At any rate, I would point out that there is throughout the whole of this country a demand, and I think a just one, that we should cut down not only the expense of government but the national expenses generally, Dominion, provincial and municipal. There is a way of cutting down our civil service expenditure; perhaps it was suggested when I was out of the room. I do not believe we should go out into the different departments, and slash here, there and everywhere, put men out of work and increase the unemployment which unfortunately is worse at this time, to my mind, than it ever was in the country before. I am not blaming on the present government, the overloading of the civil service as it prevails in very many of the departments; all past governments permitted the civil service to be built up to a greater extent than it should have been. We cut down the number of employees in the Printing Bureau with good effect and there is no doubt that all the departments, or most of them, could be cut down with resulting improvement to the service and saving to the country.
Probably I would have agreed with my hon. friend in 1910-11 about that, if it occurred. I do not like to keep repeating to my hon. friend that I am getting wiser as I get older. My suggestion is that when a man retires, dies or otherwise leaves the sendee, let the positions remain as they are or fill them by transfer from some other department.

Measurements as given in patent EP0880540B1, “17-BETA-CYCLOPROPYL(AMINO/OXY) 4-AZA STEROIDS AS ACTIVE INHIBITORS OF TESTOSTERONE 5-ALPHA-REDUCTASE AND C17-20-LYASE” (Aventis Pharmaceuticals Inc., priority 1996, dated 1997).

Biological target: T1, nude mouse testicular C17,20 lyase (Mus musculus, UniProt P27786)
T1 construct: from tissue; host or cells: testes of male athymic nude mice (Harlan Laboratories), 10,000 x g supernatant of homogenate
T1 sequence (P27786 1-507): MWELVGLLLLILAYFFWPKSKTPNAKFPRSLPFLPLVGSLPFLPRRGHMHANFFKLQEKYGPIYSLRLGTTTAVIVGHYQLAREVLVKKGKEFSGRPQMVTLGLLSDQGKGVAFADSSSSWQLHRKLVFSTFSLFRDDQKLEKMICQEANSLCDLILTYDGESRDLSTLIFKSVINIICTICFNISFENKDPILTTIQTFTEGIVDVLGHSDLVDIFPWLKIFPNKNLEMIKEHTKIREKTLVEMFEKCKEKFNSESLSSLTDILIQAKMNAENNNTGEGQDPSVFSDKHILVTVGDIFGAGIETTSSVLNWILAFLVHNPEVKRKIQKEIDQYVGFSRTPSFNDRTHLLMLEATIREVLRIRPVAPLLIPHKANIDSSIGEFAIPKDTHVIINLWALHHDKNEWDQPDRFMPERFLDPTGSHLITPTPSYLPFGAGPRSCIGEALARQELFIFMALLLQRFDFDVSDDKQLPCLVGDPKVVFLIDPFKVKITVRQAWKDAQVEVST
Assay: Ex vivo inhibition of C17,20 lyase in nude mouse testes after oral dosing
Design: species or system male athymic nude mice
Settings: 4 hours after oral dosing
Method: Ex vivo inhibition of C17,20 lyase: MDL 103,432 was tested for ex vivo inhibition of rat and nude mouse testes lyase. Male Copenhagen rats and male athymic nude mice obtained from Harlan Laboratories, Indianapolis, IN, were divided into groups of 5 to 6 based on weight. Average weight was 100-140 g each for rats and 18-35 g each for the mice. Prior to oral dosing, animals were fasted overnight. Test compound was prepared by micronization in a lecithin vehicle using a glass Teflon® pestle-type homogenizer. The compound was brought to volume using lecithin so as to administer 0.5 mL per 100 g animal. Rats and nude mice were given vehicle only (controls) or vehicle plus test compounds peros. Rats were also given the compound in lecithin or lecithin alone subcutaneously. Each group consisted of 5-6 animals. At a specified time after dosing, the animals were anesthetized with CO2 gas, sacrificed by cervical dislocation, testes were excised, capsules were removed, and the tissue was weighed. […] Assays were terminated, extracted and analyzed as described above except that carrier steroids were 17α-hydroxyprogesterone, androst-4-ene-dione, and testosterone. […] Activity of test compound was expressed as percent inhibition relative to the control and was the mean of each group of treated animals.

Well, I do not. I hope it is, but I cannot see it in any of the figures. The Postmaster General announced the other day that he had put in a lot of machines to cut down labour, but the fact is that the number of employees in his department has been increased. Certainly ,1 should think there were more than four superannuations or deaths in the Department of Public Works last year. The hon. member (Mr. Stevens) tells .me there were 12, so that the plan I suggest has not been carried out. We certainly could cut down the civil service gradually and work hardship to no one if we adopted this plan of filling vacancies by transfer from the same department or from other departments, and it might then be possible to establish the civil service upon something reasonably like the basis of strength of a private corporation. The minister says that is being done. Well, I hope a real attempt is being made to do it; at any rate, I think there should be a greater attempt than is shown in most of the departments. I admit that the minister's department shows a decrease, but in most of the other departments there appears to be an increase.
I hope there will be something upon which we can commend my hon. friend. I repeat that we should make a greater effort than is being made at the present time-and I say it in all sincerity- to cut down the expenses of government and in that way to reduce the very high taxation we have in this country.
That the Civil Service Commission has failed to gain the confidence of the people of the country has been due, I think, to other reasons than their inefficiency. It was noticeable at the first session of this parliament I attended that the Civil Service Commission were getting no sympathy or co-operation from the heads of government, not even from the deputy ministers. Indeed, I have known that from divisional heads the Civil Service Commission has met with opposition in carrying out its wishes. Now this is not as it should be. The hon. member for West Toronto has said that the
Civil Service Commission has no way of finding out an applicant's integrity or his standing in his own community. I can very well remember conditions as they were when the old patronage system was in full swing, and I can assure the hon. member that at that time men were placed in most responsible offices whose integrity to say the least was very questionable.